French-born players are competing for national teams from Europe, Africa, and South America.
Fifty players at this year’s World Cup were born or raised in France. That’s far more than the number of those hailing from any other country, including Brazil, which is the country of origin for 28 players (making it second in this ranking). But not all these athletes play for France. French-born players can be found on the rosters of Morocco, Portugal, Senegal, and Tunisia. Why?
The answer is twofold and can be explained by examining the history of 20th-century immigration in France, along with the evolution of French athletic programs, particularly its soccer academy system.
In mid-20th century France, the nation was struggling to rebuild following the second World War. To fill a labor shortage, France began recruiting immigrants from elsewhere in Europe and its former colonies in Northern Africa. Along with the increase in immigration, France also began restructuring its athletic development system following a period of declining performance in the 1960s. France was one of the first European countries to create an academy system for scouting, recruiting, and training talented young soccer players; many grew up in immigrant neighborhoods where their foreign-born parents had settled.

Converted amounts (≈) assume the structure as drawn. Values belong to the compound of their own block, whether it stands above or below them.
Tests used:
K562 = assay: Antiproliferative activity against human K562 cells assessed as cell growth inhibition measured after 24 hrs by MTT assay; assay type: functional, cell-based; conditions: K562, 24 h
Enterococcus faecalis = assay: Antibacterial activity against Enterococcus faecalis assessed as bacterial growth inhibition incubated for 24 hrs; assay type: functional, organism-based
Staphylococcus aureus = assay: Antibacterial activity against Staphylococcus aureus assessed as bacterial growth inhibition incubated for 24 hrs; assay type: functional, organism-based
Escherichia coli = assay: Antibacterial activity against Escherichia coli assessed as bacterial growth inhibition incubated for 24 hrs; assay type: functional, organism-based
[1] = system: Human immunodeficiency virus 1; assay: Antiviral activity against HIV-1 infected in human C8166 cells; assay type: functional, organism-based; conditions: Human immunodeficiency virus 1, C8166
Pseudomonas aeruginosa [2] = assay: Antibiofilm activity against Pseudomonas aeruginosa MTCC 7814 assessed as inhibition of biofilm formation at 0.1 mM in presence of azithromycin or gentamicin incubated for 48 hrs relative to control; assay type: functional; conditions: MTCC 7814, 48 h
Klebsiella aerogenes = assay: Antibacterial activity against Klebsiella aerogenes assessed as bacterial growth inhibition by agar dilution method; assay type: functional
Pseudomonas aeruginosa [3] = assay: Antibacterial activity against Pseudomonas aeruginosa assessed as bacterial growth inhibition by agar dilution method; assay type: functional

Children of immigrants trained through the French academy system have become stars on the national team. The list includes legendary players like Zinedine Zidane and Patrick Viera, who was born in Senegal but moved to northern France at a young age. Now current stars like Paul Pogba and Kylian Mbappé, who was born to an Algerian mother and Cameroonian father in the Parisian suburb of Bondy, are carrying on the legacy.
But the legacy also includes stars on other national teams, such as Algeria’s former captain Madjid Bougherra and Gabon’s player Pierre-Emerick Aubameyang.
Researcher Darko Dukic has collected data to show that Paris is the hub of global soccer. No other city on Earth produces as many talented players, and the metropolis has become an incubator of talent for the entire world.
This feature is written by Mac Schneider and Sam Ellis & originally appeared in Vox.
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